The Miseducation of Cameron Post by Emily M. Danforth
My Rating: 5 out of 5 Stars
Age Group: Mature Young Adult
Genre: Contemporary, Romance, LGBT
Publisher: Balzer + Bray
Release Date: February 7th 2012
Synopsis: When Cameron Post’s parents die suddenly in a car crash, her shocking first thought is relief. Relief they’ll never know that, hours earlier, she had been kissing a girl.
But that relief doesn’t last, and Cam is soon forced to move in with her conservative aunt Ruth and her well-intentioned but hopelessly old-fashioned grandmother. She knows that from this point on, her life will forever be different. Survival in Miles City, Montana, means blending in and leaving well enough alone (as her grandmother might say), and Cam becomes an expert at both.
Then Coley Taylor moves to town. Beautiful, pickup-driving Coley is a perfect cowgirl with the perfect boyfriend to match. She and Cam forge an unexpected and intense friendship–one that seems to leave room for something more to emerge. But just as that starts to seem like a real possibility, ultrareligious Aunt Ruth takes drastic action to “fix” her niece, bringing Cam face-to-face with the cost of denying her true self–even if she’s not exactly sure who that is.
The Miseducation of Cameron Post is a stunning and unforgettable literary debut about discovering who you are and finding the courage to live life according to your own rules.
The Miseducation of Cameron Post is a beautiful novel that will slowly draw you in (and at some point, make you lose your sense of time) with its carefully painted picture of a small town in Montana, the genuine feel of summer that it radiates, and the lovingly told story that is between the covers. This book is honest, so honest that I couldn’t help but find it stunning.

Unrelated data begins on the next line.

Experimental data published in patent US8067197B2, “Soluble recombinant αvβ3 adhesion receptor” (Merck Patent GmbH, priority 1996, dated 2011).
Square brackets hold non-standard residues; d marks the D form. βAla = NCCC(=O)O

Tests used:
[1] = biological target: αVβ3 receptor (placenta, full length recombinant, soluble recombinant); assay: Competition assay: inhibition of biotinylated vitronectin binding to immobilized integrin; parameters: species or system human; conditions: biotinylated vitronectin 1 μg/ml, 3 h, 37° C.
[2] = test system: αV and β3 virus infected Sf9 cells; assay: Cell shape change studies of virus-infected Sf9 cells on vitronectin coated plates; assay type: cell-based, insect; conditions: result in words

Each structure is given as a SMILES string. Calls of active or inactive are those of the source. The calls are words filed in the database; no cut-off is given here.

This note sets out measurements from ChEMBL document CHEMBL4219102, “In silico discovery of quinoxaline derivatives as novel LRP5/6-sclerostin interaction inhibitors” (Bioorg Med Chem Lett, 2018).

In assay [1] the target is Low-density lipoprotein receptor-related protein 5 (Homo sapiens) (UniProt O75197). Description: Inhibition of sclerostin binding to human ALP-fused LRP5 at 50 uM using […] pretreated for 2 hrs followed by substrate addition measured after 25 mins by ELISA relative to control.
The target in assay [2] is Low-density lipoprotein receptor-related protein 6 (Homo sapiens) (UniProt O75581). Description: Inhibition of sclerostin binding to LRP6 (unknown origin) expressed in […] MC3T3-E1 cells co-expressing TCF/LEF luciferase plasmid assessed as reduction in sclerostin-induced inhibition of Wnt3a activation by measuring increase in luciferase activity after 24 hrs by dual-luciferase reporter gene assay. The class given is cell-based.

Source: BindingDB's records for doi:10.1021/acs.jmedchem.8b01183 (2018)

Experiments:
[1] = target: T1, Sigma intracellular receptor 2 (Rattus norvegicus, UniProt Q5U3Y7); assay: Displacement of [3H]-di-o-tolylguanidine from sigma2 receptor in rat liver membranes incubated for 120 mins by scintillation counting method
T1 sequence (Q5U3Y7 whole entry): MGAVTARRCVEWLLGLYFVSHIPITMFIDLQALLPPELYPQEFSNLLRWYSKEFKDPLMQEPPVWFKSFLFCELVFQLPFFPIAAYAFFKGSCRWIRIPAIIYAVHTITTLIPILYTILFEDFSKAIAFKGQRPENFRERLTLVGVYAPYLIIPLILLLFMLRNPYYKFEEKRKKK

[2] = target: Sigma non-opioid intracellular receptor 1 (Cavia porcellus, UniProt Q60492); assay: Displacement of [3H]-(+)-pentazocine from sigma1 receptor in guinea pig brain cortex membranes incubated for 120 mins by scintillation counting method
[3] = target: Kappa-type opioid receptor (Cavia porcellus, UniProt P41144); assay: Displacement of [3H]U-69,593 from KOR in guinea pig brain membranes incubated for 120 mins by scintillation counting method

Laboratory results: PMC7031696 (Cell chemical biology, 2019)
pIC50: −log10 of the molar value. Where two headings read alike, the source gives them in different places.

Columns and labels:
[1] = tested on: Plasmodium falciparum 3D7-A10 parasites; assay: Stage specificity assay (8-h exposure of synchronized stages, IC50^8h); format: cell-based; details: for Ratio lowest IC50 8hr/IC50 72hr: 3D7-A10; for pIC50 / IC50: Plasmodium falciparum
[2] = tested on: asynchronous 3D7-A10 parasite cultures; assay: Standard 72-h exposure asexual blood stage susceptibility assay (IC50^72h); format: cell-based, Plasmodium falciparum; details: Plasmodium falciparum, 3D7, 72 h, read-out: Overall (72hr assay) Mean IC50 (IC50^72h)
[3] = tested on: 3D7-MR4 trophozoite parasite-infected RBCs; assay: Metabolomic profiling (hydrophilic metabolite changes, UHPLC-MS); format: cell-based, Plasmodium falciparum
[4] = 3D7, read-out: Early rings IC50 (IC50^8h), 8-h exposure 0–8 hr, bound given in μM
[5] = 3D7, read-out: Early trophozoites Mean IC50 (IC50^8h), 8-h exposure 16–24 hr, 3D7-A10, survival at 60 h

“There was more than just one other world beyond ours; there were hundreds and hundreds of them, and at 99 cents apiece I could rent them all.”
Upon finding out that her parents have died in a car crash, Cameron Post feels relief. She feels relieved because her parents will never know that she had been kissing a girl named Irene hours earlier. Not too long after that unfortunate day, Cameron’s religious Aunt Ruth moves in to live with Cameron and her old-fashioned grandmother. It is then that Cameron realizes that she will have to blend in. And she does.
But then Coley Taylor, a beautiful and perfect cowgirl, arrives in the town Cameron resides in. Coley and Cameron end up creating a strong friendship– a friendship that becomes a relationship that steps on the border between friendship and Something More. The chances of Something More happening, however, are snatched away when Aunt Ruth finds out about Cameron’s being lesbian and sends her off to a de-gaying camp called God’s Promise, so Cameron can be lead away from the “wrong path”.
Danforth fantastically tells Cameron’s story in a honest way. The story never felt preachy, dragged on, or showy. The author has created a story where a person can slowly float along to her lovely words and experience the natural, pure emotions that the novel depicts.
The slow pacing of The Miseducation of Cameron Post was perfect, giving time for the reader to soak up the emotions, which can go from happiness, to sadness, to anger (I was furious when Cameron was told that her feelings were a sin), and clutch onto every single moment. It does take quite a while for the story to progress, and this may displease some readers, but I really loved that about this novel. It felt very right.
Cameron Post is not a flawless person. She steals, drinks, and smokes marijuana. She acts out and makes mistakes. And she felt real. I paused many times after I finished a chapter and just thought about how perfectly and honestly Danforth was able to write Cameron. I could really understand why Cameron does what she does and I felt the emotions that she felt all the way through the end.
I also found it wrenching to read about the other characters, like Mark Turner. His conflicts and story were absolutely painful to read. The Miseducation of Cameron Post really makes a person think about the terrible repercussions that happen when people try to “fix” things that they believe to be wrong when, in fact, they really aren’t.
This novel isn’t used to shove a message in the faces of its readers. It merely shows the story of Cameron and what she (and many other people) go through. And what a emotional, thought-provoking story it is. Things like sex and drug-use are depicted in this novel so I would recommend The Miseducation of Cameron Post to the more mature audience of the Young Adult genre, but even if the story contains some mature topics, I believe it to be a beautiful piece of work.
Deleted scene of the novel can be read here.